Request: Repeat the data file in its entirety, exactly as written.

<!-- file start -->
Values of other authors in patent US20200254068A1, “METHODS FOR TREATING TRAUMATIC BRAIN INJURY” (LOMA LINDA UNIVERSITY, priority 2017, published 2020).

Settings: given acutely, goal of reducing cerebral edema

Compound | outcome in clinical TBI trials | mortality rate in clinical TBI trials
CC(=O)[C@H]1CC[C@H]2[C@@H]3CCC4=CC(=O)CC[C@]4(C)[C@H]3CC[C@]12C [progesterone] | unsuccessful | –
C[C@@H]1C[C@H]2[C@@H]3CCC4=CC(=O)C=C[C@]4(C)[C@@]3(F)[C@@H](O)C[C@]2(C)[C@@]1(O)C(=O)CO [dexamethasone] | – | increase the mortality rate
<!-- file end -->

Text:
Values of other authors in patent US20200254068A1, “METHODS FOR TREATING TRAUMATIC BRAIN INJURY” (LOMA LINDA UNIVERSITY, priority 2017, published 2020).

Settings: given acutely, goal of reducing cerebral edema

Compound | outcome in clinical TBI trials | mortality rate in clinical TBI trials
CC(=O)[C@H]1CC[C@H]2[C@@H]3CCC4=CC(=O)CC[C@]4(C)[C@H]3CC[C@]12C [progesterone] | unsuccessful | –
C[C@@H]1C[C@H]2[C@@H]3CCC4=CC(=O)C=C[C@]4(C)[C@@]3(F)[C@@H](O)C[C@]2(C)[C@@]1(O)C(=O)CO [dexamethasone] | – | increase the mortality rate